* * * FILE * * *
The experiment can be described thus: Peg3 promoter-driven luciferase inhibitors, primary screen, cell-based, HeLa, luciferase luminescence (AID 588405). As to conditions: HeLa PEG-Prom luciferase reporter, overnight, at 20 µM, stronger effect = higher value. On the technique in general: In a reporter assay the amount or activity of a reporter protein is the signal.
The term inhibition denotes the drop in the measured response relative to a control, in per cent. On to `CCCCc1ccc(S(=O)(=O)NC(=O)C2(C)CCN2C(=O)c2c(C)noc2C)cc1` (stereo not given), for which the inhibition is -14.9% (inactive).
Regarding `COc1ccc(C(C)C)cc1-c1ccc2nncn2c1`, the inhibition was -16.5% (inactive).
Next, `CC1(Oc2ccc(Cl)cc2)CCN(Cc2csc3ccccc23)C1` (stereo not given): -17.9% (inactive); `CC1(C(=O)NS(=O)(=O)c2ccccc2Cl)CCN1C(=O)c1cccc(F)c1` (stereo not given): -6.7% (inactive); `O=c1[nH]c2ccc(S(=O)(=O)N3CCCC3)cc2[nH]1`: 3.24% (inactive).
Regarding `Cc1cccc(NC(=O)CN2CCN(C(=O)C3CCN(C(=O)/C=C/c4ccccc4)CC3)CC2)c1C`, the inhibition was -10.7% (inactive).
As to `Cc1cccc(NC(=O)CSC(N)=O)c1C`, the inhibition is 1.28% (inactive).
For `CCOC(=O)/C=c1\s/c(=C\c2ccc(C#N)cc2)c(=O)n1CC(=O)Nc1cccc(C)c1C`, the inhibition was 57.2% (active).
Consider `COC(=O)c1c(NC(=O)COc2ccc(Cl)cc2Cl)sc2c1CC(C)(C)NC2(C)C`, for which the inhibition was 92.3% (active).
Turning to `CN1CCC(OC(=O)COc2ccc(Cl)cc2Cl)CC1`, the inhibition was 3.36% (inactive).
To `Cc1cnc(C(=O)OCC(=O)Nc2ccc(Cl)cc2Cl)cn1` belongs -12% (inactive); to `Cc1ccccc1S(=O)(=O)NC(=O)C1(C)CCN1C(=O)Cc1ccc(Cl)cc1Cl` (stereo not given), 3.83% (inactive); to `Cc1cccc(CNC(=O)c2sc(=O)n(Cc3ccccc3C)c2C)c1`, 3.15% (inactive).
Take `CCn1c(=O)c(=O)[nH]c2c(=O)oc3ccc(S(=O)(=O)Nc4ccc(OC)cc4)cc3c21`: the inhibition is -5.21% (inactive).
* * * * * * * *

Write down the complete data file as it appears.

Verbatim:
The experiment can be described thus: Peg3 promoter-driven luciferase inhibitors, primary screen, cell-based, HeLa, luciferase luminescence (AID 588405). As to conditions: HeLa PEG-Prom luciferase reporter, overnight, at 20 µM, stronger effect = higher value. On the technique in general: In a reporter assay the amount or activity of a reporter protein is the signal.
The term inhibition denotes the drop in the measured response relative to a control, in per cent. On to `CCCCc1ccc(S(=O)(=O)NC(=O)C2(C)CCN2C(=O)c2c(C)noc2C)cc1` (stereo not given), for which the inhibition is -14.9% (inactive).
Regarding `COc1ccc(C(C)C)cc1-c1ccc2nncn2c1`, the inhibition was -16.5% (inactive).
Next, `CC1(Oc2ccc(Cl)cc2)CCN(Cc2csc3ccccc23)C1` (stereo not given): -17.9% (inactive); `CC1(C(=O)NS(=O)(=O)c2ccccc2Cl)CCN1C(=O)c1cccc(F)c1` (stereo not given): -6.7% (inactive); `O=c1[nH]c2ccc(S(=O)(=O)N3CCCC3)cc2[nH]1`: 3.24% (inactive).
Regarding `Cc1cccc(NC(=O)CN2CCN(C(=O)C3CCN(C(=O)/C=C/c4ccccc4)CC3)CC2)c1C`, the inhibition was -10.7% (inactive).
As to `Cc1cccc(NC(=O)CSC(N)=O)c1C`, the inhibition is 1.28% (inactive).
For `CCOC(=O)/C=c1\s/c(=C\c2ccc(C#N)cc2)c(=O)n1CC(=O)Nc1cccc(C)c1C`, the inhibition was 57.2% (active).
Consider `COC(=O)c1c(NC(=O)COc2ccc(Cl)cc2Cl)sc2c1CC(C)(C)NC2(C)C`, for which the inhibition was 92.3% (active).
Turning to `CN1CCC(OC(=O)COc2ccc(Cl)cc2Cl)CC1`, the inhibition was 3.36% (inactive).
To `Cc1cnc(C(=O)OCC(=O)Nc2ccc(Cl)cc2Cl)cn1` belongs -12% (inactive); to `Cc1ccccc1S(=O)(=O)NC(=O)C1(C)CCN1C(=O)Cc1ccc(Cl)cc1Cl` (stereo not given), 3.83% (inactive); to `Cc1cccc(CNC(=O)c2sc(=O)n(Cc3ccccc3C)c2C)c1`, 3.15% (inactive).
Take `CCn1c(=O)c(=O)[nH]c2c(=O)oc3ccc(S(=O)(=O)Nc4ccc(OC)cc4)cc3c21`: the inhibition is -5.21% (inactive).